I became deeply aware of the call to become a disciple-making man years after I was converted. That “second call” occurred on February 1st, 1988, and I have been trying to learn to walk in this disciple-making path since that day. When I first surrendered my life to the Lord Jesus in 1968 it was with the intention of never turning back, but there was so much I did not know. What do I wish that someone could have helped me to understand?
First and foremost, I wish that someone would have helped me understand the difference between participating in the ecclesia of God and in the organized Church. By that I mean the difference between sharing my life with those who imply they are the Lord’s by their participation in the institutional forms of church life, and those in whom the Spirit of Jesus is truly living and reigning. All the joy of my walk has come from my fellowship with the latter group of men and women. The ecclesia of God is not invisible.
The second thing I wish is that someone would have helped me focus day by day on the truth that is revealed in the Holy Scriptures alone. Somehow, largely unconsciously, I became convinced that I had to read other books, study other peoples’ ideas about the scriptures, and implement someone else’s idea about how to live the life of Christ Jesus. It is embarrassing to admit how many years I tried to follow Jesus without giving his written word priority in my daily life. Even more, how far from an intimate walk with him I was in those days—even after I began to read the Holy Scriptures day by day. I was focused on reading them, not meeting the Lord Jesus as I read. A true discipling friend would have spotted that. It is possible to be very religious and not a disciple of Jesus.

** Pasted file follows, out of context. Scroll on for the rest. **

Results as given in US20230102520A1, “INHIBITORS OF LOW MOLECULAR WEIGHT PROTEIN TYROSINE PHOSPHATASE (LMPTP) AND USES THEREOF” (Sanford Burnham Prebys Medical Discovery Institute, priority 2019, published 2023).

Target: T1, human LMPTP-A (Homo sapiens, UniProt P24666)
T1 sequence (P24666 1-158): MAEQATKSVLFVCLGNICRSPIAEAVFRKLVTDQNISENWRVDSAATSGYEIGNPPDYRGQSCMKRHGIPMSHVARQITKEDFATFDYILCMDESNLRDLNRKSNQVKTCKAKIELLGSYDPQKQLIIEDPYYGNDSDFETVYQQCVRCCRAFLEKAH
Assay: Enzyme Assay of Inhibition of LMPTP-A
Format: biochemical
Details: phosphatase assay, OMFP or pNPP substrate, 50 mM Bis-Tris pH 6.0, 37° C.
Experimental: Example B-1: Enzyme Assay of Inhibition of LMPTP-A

The third thing I wish is that someone would have helped me understand the nature of a truly Christian marriage. All the examples in my life suggested that the work of serving the organized Church took priority over the responsibility I had—given by the Lord!—of caring for and discipling my wife, and my children when they came along. The implicit message I had received was, “the ordained ministry of the Church comes first, the family comes second.” I now know what a damnable lie that is, but for many years I did not. The institutional Church, as I experienced it, brooked no rivals. It did not teach me that my marriage and family were central to my ministry rather than an afterthought. I believed I had a ministry and a marriage, but my marriage was in truth part of my divine calling to ministry.
My fourth desire would be that someone would have come alongside me when our children were young enough to still be shaped in the ways of the Lord. Someone who could have lovingly helped us see that our children were being discipled by the culture more than by their parents and faith community.
When I look at my own list of things I wish I had known sooner, one thing stands out above all else. I wish I had known a disciple-making elder when I was younger. I knew true believers, but I did not know a discipling Christian.
Till the day I die, this is what I want to help other believers to be: Disciple-makers.